We took a day out to the island of Ugljan and were the first people to rent the new mountain bikes they had purchased for the upcoming tourist season. We spent the entire day biking around the island. We were given a map, and tried to follow it, but found that the signs on the island were pretty poorly placed and designed, and that "bike train" really meant anything that was larger than 1 foot wide. We rode down steep rocky hills, through bike trails, and under fallen trees. It was an excellent day, but not something that we had been warned of while renting the bikes. Either way, we spent the entire day hardly seeing another soul (except for a few locals walking their dogs) and saw some stunning beaches and beauty. We also found an incredibly eerie church, St. Jerolim, which seemed abandoned, but strangely was not vandalized at all. When we opened the door, someone had assembled what seemed to be a small gremlin out of what we think were sticks and leaves, but we didn't want to get too close. Either way, it was an interesting find on the island.

After the Island, it was back to Zadar and then Dubrovnik.

From Zadar we took the night bus to Dubrovnik, which took us through parts of Bosnia, and down a large stretch of the Croatian coast.

It was really a beautiful drive, albeit 8.5 hours long, and upon arriving in Dubrovnik, was well worth it. Dubrovnik was absolutely gorgeous, but unfortunately felt a bit "fake." It was weird, because in the old city we could see that there were a lot of locals and a fully functioning city, not one just set up for tourists, but it seemed almost impossible to find any of these people during the day. Everything seemed to be set up for tourism, kind of like going to a historical theme park. That did not take away from the beauty of the city, as walking around the city wall was one of the best sights I've experienced in Europe.

We also were able to find a "blues bar" which, while expensive, did have a quality live guitarist and very intimate setting.

Further, at our hostel we made some good Australian friends who were traveling around the world for 9 months. Lucky for us, they were also heading to Split on the same day we were, so we were able to catch the bus with them.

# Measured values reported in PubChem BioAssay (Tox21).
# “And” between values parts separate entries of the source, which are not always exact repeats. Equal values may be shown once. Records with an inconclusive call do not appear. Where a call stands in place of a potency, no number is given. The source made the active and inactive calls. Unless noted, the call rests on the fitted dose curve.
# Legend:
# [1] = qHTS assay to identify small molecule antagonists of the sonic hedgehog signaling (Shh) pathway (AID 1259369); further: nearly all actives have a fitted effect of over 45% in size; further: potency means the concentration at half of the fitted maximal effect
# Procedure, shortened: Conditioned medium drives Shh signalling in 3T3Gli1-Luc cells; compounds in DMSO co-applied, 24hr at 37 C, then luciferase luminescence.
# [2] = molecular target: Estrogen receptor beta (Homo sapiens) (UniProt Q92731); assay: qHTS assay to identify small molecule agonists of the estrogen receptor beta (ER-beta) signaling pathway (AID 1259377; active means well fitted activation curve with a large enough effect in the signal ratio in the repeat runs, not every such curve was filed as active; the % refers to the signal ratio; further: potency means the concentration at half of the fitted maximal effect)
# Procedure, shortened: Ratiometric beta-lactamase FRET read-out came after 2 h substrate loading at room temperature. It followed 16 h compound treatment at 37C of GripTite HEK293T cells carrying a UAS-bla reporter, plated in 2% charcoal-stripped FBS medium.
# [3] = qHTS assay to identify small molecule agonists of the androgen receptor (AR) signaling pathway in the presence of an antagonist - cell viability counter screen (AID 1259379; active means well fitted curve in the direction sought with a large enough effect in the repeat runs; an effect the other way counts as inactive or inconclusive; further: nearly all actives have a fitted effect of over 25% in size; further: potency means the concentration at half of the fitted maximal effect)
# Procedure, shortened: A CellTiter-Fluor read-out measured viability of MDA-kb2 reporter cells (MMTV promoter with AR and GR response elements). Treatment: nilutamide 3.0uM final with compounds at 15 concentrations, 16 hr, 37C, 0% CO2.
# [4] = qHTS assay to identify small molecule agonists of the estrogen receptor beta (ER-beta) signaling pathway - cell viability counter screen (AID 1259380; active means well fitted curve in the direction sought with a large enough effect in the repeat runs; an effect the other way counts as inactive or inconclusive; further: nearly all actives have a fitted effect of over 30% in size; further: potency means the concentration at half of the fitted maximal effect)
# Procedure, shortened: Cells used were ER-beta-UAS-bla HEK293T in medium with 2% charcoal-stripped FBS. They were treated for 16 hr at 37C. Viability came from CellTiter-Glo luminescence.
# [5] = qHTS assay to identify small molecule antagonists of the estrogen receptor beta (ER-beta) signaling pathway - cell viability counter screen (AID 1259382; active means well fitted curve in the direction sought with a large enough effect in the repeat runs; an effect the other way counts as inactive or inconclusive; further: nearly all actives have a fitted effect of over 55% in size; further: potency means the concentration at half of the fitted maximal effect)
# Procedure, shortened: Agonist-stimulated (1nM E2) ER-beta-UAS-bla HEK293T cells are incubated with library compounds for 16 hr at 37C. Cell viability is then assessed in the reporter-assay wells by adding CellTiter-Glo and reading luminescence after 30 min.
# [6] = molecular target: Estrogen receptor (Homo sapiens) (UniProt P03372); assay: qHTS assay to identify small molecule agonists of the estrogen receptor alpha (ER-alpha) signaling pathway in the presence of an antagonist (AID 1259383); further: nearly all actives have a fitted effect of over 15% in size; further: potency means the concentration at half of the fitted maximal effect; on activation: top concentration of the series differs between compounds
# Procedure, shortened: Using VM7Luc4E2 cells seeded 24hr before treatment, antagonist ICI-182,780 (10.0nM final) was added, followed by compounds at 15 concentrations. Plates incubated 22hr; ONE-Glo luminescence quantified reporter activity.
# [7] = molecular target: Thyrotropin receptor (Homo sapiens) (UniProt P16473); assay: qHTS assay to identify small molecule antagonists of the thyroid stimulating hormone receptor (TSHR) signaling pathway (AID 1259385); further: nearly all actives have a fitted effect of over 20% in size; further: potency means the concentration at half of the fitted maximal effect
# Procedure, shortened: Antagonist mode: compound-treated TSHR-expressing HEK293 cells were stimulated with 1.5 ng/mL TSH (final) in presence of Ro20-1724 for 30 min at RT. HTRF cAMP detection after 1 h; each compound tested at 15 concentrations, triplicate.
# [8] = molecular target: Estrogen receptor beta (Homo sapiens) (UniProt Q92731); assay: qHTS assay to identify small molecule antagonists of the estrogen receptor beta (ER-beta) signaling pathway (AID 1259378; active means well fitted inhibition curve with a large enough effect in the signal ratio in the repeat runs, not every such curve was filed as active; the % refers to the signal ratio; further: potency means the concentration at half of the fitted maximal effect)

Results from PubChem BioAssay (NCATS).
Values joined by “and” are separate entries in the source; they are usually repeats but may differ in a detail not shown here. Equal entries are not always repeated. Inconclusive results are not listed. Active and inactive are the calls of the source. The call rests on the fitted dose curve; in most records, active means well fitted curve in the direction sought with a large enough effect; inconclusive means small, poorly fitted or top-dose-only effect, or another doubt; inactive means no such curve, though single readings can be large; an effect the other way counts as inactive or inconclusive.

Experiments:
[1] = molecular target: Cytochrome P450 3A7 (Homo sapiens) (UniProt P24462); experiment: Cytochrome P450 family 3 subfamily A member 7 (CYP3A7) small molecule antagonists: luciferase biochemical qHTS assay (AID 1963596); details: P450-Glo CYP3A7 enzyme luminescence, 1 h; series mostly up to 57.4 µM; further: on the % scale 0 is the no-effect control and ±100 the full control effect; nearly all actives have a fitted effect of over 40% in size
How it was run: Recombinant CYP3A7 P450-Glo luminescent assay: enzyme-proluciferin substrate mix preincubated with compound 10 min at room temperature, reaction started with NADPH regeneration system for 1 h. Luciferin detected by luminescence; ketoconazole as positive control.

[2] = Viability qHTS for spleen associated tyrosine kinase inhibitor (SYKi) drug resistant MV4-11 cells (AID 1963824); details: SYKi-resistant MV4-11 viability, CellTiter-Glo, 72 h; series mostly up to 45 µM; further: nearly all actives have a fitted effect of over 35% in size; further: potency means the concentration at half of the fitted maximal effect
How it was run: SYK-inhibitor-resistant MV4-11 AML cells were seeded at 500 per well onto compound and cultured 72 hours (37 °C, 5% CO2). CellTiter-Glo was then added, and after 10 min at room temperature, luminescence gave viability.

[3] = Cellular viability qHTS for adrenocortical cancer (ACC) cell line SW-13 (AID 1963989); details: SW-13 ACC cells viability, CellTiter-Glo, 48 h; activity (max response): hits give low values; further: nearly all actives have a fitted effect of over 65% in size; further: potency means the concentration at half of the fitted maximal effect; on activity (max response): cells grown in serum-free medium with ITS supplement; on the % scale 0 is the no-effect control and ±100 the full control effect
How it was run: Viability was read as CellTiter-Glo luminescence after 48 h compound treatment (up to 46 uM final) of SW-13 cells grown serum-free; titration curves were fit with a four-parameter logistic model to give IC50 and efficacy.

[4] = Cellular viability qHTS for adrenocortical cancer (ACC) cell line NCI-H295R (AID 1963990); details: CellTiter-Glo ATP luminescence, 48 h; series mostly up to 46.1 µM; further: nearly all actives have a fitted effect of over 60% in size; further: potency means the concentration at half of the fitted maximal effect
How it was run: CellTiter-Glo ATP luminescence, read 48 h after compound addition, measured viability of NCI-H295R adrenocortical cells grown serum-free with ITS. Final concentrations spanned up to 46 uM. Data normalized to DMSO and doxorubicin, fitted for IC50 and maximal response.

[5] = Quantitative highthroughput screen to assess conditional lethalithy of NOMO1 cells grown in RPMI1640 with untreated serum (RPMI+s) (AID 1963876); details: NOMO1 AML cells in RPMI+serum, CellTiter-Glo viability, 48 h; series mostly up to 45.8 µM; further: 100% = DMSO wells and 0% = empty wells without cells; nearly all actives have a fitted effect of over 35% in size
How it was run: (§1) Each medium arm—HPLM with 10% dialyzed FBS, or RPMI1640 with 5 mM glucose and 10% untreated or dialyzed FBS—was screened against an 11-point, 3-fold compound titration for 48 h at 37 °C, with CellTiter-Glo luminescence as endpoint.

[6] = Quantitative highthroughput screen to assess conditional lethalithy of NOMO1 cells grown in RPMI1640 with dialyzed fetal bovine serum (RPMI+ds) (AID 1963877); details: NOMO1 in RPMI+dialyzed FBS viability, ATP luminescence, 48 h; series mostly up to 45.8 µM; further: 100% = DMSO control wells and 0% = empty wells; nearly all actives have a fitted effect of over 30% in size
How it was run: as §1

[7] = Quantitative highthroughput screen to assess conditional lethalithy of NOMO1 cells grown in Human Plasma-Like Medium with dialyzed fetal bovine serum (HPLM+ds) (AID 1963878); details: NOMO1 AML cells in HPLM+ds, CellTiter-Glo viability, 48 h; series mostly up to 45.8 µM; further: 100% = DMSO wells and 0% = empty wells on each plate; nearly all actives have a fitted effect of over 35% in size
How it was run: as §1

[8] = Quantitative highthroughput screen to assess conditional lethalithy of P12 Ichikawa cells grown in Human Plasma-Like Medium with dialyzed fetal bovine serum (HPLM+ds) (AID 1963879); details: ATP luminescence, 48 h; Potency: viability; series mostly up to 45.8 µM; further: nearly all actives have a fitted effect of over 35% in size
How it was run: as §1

Split was very different from both Zadar and Dubrovnik. As the second largest city in Croatia, it felt like a real city, not just set up for tourists. It also had an incredible old town, but this one seemed much more like old ruins that had been around for a long time. Walking around the city streets, you could envision Roman soldiers walking around the same stone streets and looking at the same (albeit now partially destroyed) buildings that made up the old town. Just outside of old town, was the beautiful port area, some great parks, and the rest of the city. It made for a great two days of exploring and getting to know our new Australian friends as we took in the sights.

After Split, we had to make the bus trip back to Zadar, then catch the flight back to Brussels (Charleroi). Unfortunately, due to poor planning on our part, we had to spend the night in the Charleroi airport because our plane landed about 5 minutes after the last train back to Maastricht left. It was not a friendly airport for sleeping, as the security guards forcefully awoke everyone in the airport at about 4 am, but after that, it felt good to get back to Maastricht. Upon return, I spent a lot of time catching up on my thesis, and today I've started my last class which will end in June, hopefully around the time my thesis is finished as well.

Thursday, March 31, 2011


Just a few thoughts off the top of my head:
1. Happy Opening Day for Major League Baseball. The Honkbal Hoofdklasse has nothing on the MLB (and doesn't open for another week)
2. Fake Doritos from Albert Heijn are not very good, better just pony up the extra 15 cents and get the real ones.
3. I do not understand why time changes in the USA two weeks earlier than it does in Europe.
4. I'm sorry that MU did not get Matt Painter, but I hold out hope that we will get a great coach.

The past few weeks have seen some great Spring weather. It's been warming up (slowly) still staying around freezing at night though. Generally, it's been fairly sunny with periods of rain running through town.

The latest crazy Maastricht festival also ran into town was a big one the TEFAF:
However, given the price of entry at 55 euros a day, I missed out on this one. I was lucky enough to see the never ending stream of Bentleys, Rolls, Maseratis, and Aston Martins as they pulled up to the VIP parking and were led into the incredibly expensive art fair. Maybe some day I'll have to come back for the celebration.

Besides that, things are moving forward with my thesis. I have nearly finished the literature review and will start collecting data next week. Things are looking positive for finishing in June and being home in July (maybe in time for the 4th!)

Until then, I've been having an excellent times with the weather warming up. A group of friends have started playing soccer regularly, but we are still trying to find the right place to actually play. Besides that, we have been having numerous BBQ's, just so we can spend more time outside. I have to say, Dutch BBQ's are very disappointing when you are used to great Missouri BBQ, but it's still fun hanging out with friends and grilling out.

Aside from that, I am leaving on another wonderful Ryanair trip on Saturday to Croatia (22 euros round trip! How do they make money?!) during my exam week. This period I just have a report due, which is almost finished, so I can turn it in before leaving and take some time to relax and hopefully enjoy some beautiful nature.